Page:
Bakemonogatari Part 1 Blu-ray Review



Bakemonogatari Part 1 Blu-ray
Studio: SHAFT
Publisher: Hanabee
Blu-ray (reviewed), DVD
Release Date: July 31, 2013
Price: $49.99 – Available Here

Bakemonogatari, a title that can be translated as “Ghost Story” is a fairly recent hit in the anime industry. The light novels written by popular author NisiOisin have spawned continued adaptations such as Nisemonogatari, Nekomonogatari and Kizumonogatari.

Bakemonogatari, the first of which to receive an anime, has been re-released in Blu-ray format by the folks at Hanabee. Previously, only the pricey import by Aniplex of America was available in rich 1080p. Is this bizarre, supernatural anime for you? If you’ve already seen it, is this the set to own? Read on to find out!


The plot launches right away, leaving almost no time for the viewer to orientate themselves. Koyomi Araragi is a fairly normal high school student who happens to be part-vampire. Being the token nice guy in the anime, he gave his blood to save a vampire and in-turn sacrificed his humanity. Although Meme Oshino, a Shinto exorcist in a Hawaiian shirt, helped him become mostly human again with a few perks such as a rapid healing ability. This is already set up once the show starts, as Koyomi’s back story is only established with clues and offhand conversations. Speaking of conversations, these make up the bulk of Bakemonogatari and are arguably its main selling point. While some action does happen, the back and forth conversations can be intense if you can keep up with the flow.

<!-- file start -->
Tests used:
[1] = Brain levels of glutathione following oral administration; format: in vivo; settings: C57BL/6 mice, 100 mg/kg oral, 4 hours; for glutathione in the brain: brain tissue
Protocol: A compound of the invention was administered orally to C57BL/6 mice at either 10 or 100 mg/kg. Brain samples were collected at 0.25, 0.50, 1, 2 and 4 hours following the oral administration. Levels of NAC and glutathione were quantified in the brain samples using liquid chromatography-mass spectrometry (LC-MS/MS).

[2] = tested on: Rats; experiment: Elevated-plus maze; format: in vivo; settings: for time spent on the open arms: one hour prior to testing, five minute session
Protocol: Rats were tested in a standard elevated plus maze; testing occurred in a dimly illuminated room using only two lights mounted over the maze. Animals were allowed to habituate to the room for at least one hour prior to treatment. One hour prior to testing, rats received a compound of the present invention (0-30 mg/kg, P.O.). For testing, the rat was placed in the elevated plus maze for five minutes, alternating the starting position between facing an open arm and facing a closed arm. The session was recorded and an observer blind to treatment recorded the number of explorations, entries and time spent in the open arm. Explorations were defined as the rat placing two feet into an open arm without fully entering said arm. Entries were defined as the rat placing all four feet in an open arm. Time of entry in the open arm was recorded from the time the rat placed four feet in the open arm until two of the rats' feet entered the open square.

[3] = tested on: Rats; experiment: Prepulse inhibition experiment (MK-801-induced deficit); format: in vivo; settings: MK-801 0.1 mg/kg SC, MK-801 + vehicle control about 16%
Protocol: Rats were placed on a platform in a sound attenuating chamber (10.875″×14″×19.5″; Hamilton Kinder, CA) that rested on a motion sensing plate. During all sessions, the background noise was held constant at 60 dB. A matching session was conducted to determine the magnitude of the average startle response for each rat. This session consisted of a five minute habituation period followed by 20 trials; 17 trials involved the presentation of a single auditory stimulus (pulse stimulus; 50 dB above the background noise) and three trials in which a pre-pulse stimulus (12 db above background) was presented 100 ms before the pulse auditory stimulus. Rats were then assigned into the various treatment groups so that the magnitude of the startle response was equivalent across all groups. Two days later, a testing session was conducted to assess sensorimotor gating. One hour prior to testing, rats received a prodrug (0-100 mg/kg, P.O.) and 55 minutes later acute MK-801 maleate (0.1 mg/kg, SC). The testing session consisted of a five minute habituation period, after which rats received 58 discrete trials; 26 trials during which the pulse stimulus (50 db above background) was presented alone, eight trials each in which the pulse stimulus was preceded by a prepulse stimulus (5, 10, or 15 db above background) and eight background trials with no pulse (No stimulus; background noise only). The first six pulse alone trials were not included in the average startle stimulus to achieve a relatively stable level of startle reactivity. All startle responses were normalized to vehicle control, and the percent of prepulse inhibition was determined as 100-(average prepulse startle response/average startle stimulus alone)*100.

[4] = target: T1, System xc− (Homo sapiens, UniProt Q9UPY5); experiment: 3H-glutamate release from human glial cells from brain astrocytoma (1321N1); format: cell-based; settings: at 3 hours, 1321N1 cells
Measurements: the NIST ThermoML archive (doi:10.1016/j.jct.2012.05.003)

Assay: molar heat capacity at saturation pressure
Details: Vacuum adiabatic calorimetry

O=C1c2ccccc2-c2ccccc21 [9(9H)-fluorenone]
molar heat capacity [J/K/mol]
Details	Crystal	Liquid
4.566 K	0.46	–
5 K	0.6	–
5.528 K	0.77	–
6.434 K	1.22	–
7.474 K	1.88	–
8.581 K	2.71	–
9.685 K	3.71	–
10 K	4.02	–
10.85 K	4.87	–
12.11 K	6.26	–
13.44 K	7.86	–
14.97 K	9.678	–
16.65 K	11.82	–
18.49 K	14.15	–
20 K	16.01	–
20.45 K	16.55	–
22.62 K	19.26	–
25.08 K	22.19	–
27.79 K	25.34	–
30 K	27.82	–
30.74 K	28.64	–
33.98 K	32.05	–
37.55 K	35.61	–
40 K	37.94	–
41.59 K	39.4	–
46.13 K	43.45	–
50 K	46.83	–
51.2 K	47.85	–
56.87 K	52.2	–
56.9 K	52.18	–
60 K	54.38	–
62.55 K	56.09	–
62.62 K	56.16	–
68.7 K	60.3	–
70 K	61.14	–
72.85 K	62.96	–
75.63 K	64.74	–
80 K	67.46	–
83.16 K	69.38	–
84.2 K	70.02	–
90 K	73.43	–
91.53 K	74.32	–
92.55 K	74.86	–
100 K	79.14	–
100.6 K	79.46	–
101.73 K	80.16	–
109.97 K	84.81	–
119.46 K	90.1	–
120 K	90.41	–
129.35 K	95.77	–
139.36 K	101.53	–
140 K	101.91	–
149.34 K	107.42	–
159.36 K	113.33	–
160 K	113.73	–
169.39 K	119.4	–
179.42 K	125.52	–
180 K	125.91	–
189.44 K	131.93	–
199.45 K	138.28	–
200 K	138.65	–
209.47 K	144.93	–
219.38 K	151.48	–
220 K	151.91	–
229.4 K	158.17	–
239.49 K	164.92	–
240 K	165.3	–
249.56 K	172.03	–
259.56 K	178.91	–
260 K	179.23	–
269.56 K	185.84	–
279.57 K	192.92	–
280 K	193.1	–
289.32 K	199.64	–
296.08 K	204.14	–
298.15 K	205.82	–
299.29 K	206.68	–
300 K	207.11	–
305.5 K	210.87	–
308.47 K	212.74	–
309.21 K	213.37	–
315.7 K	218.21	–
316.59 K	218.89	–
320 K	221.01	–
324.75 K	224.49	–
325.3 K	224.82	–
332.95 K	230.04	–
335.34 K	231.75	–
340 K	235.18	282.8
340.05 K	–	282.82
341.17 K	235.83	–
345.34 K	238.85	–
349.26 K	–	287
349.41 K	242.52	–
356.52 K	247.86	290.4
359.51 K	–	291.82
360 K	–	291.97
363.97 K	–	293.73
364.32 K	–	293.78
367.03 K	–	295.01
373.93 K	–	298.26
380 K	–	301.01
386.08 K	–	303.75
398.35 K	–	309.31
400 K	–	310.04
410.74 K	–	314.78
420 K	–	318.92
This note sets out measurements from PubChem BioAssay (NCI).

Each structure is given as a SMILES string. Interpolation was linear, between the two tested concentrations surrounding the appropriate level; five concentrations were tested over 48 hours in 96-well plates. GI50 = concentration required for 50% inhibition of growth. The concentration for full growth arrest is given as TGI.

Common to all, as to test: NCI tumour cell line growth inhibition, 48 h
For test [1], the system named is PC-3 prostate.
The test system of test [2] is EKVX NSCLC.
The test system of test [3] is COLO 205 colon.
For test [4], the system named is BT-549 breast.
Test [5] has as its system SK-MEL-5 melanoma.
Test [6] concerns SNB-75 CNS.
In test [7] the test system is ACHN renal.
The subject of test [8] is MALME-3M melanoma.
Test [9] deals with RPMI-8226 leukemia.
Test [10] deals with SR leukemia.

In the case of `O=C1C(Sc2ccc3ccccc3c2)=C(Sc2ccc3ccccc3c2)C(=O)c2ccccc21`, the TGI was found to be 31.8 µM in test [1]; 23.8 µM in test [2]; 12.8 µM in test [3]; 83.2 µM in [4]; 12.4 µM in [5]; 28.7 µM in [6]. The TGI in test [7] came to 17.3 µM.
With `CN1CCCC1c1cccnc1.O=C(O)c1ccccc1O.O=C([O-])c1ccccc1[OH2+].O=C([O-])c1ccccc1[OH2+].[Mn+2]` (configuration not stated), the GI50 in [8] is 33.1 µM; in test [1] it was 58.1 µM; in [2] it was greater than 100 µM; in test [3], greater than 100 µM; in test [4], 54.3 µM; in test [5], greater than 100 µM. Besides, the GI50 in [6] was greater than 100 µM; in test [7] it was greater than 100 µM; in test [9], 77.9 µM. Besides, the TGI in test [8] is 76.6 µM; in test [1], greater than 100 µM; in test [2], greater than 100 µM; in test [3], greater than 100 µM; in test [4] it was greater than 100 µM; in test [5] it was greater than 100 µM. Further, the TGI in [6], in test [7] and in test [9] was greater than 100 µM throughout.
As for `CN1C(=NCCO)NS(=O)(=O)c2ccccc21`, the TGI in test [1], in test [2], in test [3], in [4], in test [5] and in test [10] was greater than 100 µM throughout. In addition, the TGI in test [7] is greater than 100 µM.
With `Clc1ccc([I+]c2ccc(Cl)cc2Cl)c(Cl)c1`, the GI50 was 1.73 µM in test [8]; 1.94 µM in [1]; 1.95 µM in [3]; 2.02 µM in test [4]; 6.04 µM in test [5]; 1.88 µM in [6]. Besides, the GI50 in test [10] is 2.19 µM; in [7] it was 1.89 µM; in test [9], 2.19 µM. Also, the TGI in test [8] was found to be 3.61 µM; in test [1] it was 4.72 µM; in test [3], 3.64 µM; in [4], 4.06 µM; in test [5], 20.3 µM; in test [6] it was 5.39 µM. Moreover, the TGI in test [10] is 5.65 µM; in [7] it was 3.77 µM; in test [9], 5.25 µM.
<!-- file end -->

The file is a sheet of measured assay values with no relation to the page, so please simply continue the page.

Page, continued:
The series is split into several arcs as Koyomi meets various girls who are possessed by troublesome spirits, usually because they have issues themselves in some way or another. The typical harem elements are obviously here, albeit stylised upon with an art direction characteristic of SHAFT. You could almost call this a harem for classy folk. Ancient Japanese lore and superstition is heavily borrowed from, with paranormal ailments caused by crab, snail and snake spirits.

When push comes to shove during the rare action scenes, it’s simply spectacular. Possibly something of a mix between Tarantino and Sin City, you see limbs break and blood splatter viscerally. It’s really unique in this respect.